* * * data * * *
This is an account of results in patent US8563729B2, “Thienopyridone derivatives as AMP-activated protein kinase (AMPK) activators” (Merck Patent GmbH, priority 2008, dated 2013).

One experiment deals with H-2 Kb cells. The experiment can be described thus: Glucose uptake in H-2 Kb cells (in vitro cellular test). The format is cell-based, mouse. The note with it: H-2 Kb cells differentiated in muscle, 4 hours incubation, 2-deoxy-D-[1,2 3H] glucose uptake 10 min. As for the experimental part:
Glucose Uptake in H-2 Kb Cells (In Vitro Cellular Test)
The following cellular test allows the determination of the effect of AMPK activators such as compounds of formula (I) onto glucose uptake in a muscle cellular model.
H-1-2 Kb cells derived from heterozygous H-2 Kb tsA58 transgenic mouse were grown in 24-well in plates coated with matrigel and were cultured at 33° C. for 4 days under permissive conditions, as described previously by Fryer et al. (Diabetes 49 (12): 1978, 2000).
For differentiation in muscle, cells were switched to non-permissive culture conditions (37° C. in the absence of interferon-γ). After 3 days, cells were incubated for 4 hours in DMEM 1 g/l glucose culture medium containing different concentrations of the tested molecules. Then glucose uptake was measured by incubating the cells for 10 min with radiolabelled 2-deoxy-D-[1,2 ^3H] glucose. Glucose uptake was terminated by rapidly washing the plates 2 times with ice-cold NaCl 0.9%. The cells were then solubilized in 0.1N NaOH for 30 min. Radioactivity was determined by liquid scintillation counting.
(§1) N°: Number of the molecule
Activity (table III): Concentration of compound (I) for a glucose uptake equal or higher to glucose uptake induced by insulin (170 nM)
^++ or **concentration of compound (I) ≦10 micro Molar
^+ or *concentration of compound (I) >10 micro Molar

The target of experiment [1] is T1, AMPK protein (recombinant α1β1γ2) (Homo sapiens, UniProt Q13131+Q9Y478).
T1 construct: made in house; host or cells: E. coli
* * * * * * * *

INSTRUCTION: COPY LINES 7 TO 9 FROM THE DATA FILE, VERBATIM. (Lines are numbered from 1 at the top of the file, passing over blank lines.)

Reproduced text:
(§1) N°: Number of the molecule
Activity (table III): Concentration of compound (I) for a glucose uptake equal or higher to glucose uptake induced by insulin (170 nM)
^++ or **concentration of compound (I) ≦10 micro Molar